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Wellness is becoming pervasive as the movement from healthcare to wellcare grows. Our clothes, watches, phones, and more are allowing us to buy our own personal wellness ecosystems, and brands are jumping on this opportunity in a big way.
Assessing the Market
The massive rise of athleisure is nothing new; the trend has been steadily growing for the past decade, and the market doesn’t show signs of slowing. Global sales are projected to hit $189 billion in 2020, up from $153 billion in 2015. Stella McCartney started making activewear in 2004 and designers like Derek Lam, Tory Burch, Betsey Johnson, Trina Turk, and Rebecca Minkoff have all gotten in the game since. The variety in style and function of these lines expands the number of people who can self-identify as wellness warriors. Meanwhile, more traditional athletes and fitness fanatics can take advantage of expanded products and tech innovations from classic sports retailers like Nike and Under Armour. This growing market of consumers and competitors means wellness brands now face the challenge of developing a clear identity and unique offering in a crowded, cross-industry landscape.
Identifying the Tribes
While athletic wear options have been expanding over the past 10 years, so have fitness communities, well beyond the local gym: e.g., Soul Cycle, Class Pass, Barry’s Bootcamp, and even CrossFit. The quest for wellness has become more prominent, and people have taken more active roles in their health—from wearing a Fitbit to seeking out more personalized insurance plans. But it’s also become more popular to “show off” your healthy side and use brands to display allegiance to a community with a distinct set of values. Smart brands are taking hold of this trend and building their own communities, either within stores, in the local area, or online. Nike’s Run Clubs, Reebok’s FitHubs, and Athleta’s free mat classes are examples. Earlier this year, we saw Under Armour, whose Chicago Brand House features the first wearables bar, release HealthBox, a connected fitness system. And even sports supplements such as PERFORMIX are in the game, with apps to track performance, motivate you to workout, and encourage you to share your accomplishments.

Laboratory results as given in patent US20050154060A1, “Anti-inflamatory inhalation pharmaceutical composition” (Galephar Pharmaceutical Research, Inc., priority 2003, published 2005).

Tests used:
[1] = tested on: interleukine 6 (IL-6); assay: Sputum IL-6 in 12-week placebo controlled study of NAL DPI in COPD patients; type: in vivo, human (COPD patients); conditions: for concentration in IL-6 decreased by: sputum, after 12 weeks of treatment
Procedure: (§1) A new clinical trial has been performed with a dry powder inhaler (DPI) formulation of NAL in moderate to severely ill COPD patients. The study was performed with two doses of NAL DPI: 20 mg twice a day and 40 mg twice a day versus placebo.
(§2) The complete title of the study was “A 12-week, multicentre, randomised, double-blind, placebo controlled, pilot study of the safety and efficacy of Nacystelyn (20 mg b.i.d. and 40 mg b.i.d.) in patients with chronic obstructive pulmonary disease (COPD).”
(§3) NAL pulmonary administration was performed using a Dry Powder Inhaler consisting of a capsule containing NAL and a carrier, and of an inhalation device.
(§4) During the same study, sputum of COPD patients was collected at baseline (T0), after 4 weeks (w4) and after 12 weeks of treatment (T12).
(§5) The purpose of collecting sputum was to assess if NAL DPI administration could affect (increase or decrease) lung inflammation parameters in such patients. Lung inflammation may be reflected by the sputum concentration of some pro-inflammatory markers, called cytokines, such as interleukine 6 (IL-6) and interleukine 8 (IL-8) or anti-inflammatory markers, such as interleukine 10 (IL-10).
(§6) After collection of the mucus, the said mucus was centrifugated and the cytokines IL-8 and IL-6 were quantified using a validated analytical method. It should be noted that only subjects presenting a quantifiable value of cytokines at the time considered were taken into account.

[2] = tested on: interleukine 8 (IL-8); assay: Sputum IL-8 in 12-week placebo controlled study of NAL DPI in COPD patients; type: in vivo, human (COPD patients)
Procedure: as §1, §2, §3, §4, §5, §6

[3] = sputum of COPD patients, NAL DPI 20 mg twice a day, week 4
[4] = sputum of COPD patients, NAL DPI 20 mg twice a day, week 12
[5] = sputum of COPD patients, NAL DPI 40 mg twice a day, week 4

Embracing the Opportunity
The intersection of community with products and services seems to be the sweet spots for brands playing in this space. By blending hallmarks of luxury with tech and entertainment, successful brands are creating the perfect balance of exclusivity and accessibility—and making it hard for you to quit them. Maybe you’ve never even heard of Bandier, for example, but you’ve probably heard of Beats and Madonna. The new Bandier space hosts a fitness studio that will feature classes with Madonna’s former trainer Nicole Winhoffer. And when you’re done sweating it out (in your Human Performance Engineering anti-microbial body cooling capris), you can listen to jams at the Beats station or head to the music lounge for a live show.
Maybe a celebrity-lifestyle level fitness routine is not for you, and you won’t be lounging in Bandier’s satiny couches anytime soon. But as the definition of health continues to expand and the hunger for wellness brands grows, crafting the right customer experiences will play a large role in longevity and loyalty.
If you operate in the health and wellness space, how can you build tribes amongst the people you serve? How do you create meaningful experiences that make those outside want to get in? Most importantly, how do you become relevant beyond your intended use and cultivate customers that embrace smart partnerships, adopt product extensions, and recognize differentiation in an incredibly crowded space?
As the focus on healthy living continues, wellness brands that can creatively address these questions will shore up success by garnering devoted brand ambassadors and an expanded share of the market.